The illustrious career of the Boston Red Sox’s David Ortiz has come to a close. Given what he has meant to one of the flagship franchises of Major League Baseball for the past 14 years, his departure will create a crated-sized void. He will leave behind quite the legacy; one that had never been seen before and will never be seen again.
Getting it out of the way right off the bat, Ortiz is a Hall-of-Famer and nothing can be said to change my mind of that opinion. There is no need to go over the numbers, as they are not only impressive but have been reviewed with microscopic precision by many before me. People can pick at his record and how it compares to others all they want. They can point to the vast majority of his career being spent as a designated hitter. However, taking his entire body of work, both on and off the field, there is no way he can be denied baseball’s ultimate honor.
As someone who saw most of Ortiz’s games in a Boston uniform over the years, I can say with confidence that he is the most important player I ever saw don a Red Sox uniform. It goes well beyond his statistics. He was an integral part of three teams that won the World Series, including the memorable 2004 squad that took the title 86 years after the team had won its last championship. His gregarious personality and leadership not only defined those teams but also served as a connecting link to the trophies that were won over the span of a decade. The Red Sox probably have had more talented players in their past, such as Babe Ruth and Ted Williams, but none have combined results on the field and in the community with success quite like Ortiz has.
With the admission that the “clutch-ness” of a baseball player cannot possibly be measured, Ortiz has over and over again passed the eye test that can be given. It’s not just his .455 batting average and 1.372 OPS in 14 career World Series games, it’s the countless times he came through when the odds were long and the pressure high. Perhaps no moment was more memorable than the game-tying grand slam he hit in Game 2 of the 2013 ALCS against the Detroit Tigers, which occurred when the team was struggling to scratch out base hits let alone score runs.
Ortiz wasn’t perfect. His much-discussed alleged failed PED test in 2003 has long cast a cloud on his otherwise pristine career. Although he has never been proven to have taken steroids, the suspicion has lingered ever since. However, Commissioner Rob Manfred recently indicated that there is no reason to believe the validity of the test.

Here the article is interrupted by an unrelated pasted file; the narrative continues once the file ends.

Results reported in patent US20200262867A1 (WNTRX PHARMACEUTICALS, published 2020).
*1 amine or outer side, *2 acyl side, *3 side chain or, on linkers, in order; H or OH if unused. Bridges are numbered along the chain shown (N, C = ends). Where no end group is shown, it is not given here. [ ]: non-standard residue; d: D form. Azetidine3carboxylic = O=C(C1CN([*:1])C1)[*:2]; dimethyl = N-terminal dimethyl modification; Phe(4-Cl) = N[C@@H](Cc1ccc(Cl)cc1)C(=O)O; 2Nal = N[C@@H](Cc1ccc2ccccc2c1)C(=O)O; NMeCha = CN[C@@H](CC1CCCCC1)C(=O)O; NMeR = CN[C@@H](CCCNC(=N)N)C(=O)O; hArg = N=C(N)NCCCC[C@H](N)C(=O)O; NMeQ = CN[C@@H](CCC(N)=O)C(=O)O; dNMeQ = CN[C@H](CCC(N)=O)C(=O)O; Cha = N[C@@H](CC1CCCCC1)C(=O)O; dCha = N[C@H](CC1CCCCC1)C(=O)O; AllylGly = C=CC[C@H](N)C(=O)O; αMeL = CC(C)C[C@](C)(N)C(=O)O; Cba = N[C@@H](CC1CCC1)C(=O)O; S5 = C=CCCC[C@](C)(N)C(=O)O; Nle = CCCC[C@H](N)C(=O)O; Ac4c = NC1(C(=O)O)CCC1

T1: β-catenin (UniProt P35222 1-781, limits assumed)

Ortiz’s passion also sometime led him to taking things to debatably appropriate lengths, such as arguing a scorer’s decision after a game, or making it known that he was not pleased with the status of his contract. However, at the end of the day, he was human and always represented the Red Sox and the city of Boston to the best of his abilities.
Ortiz would be eternally memorable simply for his feats on the field. His “Big Papi” persona only makes him all the more unforgettable. Adored by adults and children alike, he inspired commercials and Saturday Night Live bits that brought him to a more national and international stage. He used that extended reach to do myriad charitable work, and was best known for his ability to touch the lives of kids.
There is no doubt that Ortiz has left an indelible legacy now that his 2016 season has come to an end. The 40-year-old slugger has provided Boston fans with 14 years of success and amazing memories. Fittingly, he is going out just as strong and productive as when he first joined the team in 2003. It seems like he could play forever but all good things must come to an end. David Ortiz was the best and he has decided it is his time to walk away—a decision he earned the right to make many times over.
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